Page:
Jesus connects His ascension and return—both future events at the time He spoke those words—to His disciples' present-day experience of peace. He believed that by telling His followers what lay in the future, they would be strengthened to live more vibrantly in the present.
The days are coming when the hand of God will move across this globe in catastrophic ways. If we know the Word of God, we won't be taken by surprise. We won't find ourselves in a panic or gripped by sudden apprehensions.
I can't get excited about any teaching that inspires concern about future events but ignores what God wants us to do today. My study of prophecy convinces me that God intends knowledge of future events to help us occupy with a sense of urgency until the Lord returns.
4. Jesus revealed the future so His disciples would rest in Him.
When you don't know how everything is going to work out, you have to hold tightly to the Lord God and trust in Him. We're told to rest in the Lord. That is the message we find throughout the New Testament.
Throughout John 16, Jesus talks about the future and what is about to happen. He warns His disciples about His imminent death; the persecution to come; and the sorrow, pain, and hardship lying just ahead. But after predicting all these frightful events, He commands them to place their trust wholly in Him.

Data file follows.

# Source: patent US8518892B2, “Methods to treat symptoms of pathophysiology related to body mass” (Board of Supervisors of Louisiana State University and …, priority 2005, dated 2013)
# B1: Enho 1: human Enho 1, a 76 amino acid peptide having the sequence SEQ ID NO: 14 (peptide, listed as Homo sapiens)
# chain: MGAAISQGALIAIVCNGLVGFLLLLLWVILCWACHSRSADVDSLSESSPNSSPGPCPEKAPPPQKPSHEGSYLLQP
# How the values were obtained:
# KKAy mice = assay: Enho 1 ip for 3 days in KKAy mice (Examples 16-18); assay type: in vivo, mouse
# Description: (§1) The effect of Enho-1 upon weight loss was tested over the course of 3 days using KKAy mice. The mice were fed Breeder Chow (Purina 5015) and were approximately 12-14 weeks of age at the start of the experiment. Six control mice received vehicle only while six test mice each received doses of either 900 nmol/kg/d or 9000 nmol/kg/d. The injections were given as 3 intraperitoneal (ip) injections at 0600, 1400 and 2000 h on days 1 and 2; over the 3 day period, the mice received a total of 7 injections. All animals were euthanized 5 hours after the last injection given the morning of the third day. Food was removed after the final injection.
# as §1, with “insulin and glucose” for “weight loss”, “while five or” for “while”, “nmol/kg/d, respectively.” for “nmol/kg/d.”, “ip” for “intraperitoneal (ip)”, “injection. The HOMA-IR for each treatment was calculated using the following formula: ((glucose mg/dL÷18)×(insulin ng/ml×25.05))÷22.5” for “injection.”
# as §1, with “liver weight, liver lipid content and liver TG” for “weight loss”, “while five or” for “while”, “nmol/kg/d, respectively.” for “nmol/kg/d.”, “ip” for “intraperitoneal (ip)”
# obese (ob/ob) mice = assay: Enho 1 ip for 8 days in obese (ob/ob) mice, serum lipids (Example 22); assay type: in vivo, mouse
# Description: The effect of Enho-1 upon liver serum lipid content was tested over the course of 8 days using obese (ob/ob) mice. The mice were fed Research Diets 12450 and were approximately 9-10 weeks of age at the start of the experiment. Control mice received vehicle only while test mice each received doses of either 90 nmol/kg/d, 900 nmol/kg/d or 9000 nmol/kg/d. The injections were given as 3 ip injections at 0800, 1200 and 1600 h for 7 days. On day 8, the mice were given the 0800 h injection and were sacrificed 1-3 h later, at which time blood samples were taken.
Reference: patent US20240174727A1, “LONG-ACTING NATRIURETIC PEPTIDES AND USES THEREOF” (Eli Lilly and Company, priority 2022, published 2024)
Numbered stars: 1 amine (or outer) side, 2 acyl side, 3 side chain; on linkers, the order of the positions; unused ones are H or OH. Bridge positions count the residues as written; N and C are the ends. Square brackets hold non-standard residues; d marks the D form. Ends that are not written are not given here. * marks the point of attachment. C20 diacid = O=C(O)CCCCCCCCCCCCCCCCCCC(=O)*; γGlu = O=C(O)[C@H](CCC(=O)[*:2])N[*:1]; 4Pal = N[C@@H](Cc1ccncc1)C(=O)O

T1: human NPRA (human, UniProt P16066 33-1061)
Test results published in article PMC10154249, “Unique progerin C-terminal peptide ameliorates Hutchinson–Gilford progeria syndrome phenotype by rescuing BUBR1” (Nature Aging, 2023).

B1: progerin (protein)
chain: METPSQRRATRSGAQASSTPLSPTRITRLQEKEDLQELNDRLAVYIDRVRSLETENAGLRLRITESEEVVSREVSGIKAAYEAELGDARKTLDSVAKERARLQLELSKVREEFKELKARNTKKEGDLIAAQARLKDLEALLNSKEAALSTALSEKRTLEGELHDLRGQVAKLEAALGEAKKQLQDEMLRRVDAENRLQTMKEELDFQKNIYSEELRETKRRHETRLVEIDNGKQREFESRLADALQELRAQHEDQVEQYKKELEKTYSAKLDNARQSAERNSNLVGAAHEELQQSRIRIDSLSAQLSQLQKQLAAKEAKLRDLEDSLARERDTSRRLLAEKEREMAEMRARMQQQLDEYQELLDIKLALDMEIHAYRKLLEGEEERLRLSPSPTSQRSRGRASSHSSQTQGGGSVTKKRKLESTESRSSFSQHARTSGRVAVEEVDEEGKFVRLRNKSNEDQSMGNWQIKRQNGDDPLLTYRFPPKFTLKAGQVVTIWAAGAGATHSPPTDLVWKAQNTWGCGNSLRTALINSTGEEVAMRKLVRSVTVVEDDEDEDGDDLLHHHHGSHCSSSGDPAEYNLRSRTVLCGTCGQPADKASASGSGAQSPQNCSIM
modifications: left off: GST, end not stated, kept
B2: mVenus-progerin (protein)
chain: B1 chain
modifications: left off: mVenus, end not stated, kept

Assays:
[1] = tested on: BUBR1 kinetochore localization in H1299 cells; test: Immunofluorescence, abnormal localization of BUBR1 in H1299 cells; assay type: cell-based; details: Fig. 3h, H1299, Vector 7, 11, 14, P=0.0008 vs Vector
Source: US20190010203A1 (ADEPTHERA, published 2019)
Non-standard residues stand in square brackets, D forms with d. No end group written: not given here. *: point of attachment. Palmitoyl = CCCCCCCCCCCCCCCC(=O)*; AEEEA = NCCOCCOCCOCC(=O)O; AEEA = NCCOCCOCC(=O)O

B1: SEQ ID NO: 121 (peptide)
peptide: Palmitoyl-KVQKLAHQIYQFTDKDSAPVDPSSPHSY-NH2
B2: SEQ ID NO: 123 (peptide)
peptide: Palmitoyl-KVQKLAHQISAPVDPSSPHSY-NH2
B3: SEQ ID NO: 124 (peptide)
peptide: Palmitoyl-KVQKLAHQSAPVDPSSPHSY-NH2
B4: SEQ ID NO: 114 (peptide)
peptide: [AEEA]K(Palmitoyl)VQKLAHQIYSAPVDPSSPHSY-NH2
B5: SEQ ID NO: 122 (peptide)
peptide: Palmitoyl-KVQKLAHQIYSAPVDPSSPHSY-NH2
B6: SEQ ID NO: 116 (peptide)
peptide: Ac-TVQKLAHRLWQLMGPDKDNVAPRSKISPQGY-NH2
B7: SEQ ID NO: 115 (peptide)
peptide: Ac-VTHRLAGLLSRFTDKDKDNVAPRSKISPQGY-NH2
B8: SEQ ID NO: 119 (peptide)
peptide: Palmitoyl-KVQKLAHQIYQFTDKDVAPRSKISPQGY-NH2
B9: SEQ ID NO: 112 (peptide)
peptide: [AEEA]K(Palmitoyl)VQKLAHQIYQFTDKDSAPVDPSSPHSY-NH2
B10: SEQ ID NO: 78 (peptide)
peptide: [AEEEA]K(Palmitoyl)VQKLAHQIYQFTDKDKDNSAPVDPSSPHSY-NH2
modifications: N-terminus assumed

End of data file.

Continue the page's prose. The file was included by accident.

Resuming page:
For Christ-followers, the story of "the end" is not one that has to be feared. In fact, you could actually look forward with great anticipation to the end of this world that will usher in a new day, a new Earth and a new life.
Article courtesy of Mature Living magazine.
Learn More About David Jeremiah's Book
Agents of the Apocalypse: Are we living in the end times? Is it possible that the players depicted in the book of Revelation could be out in force today? And if they are, would you know how to recognize them? In Agents of the Apocalypse, noted prophecy expert Dr. David Jeremiah does what no prophecy expert has done before. He explores the book of Revelation through the lens of its major players-the exiled, the martyrs, the elders, the victor, the king, the judge, the 144,000, the witnesses, the false prophet, and the beast.
One by one, Dr. Jeremiah delves into their individual personalities and motives, and the role that each plays in biblical prophecy. Then he provides readers with the critical clues and information needed to recognize their presence and power in the world today.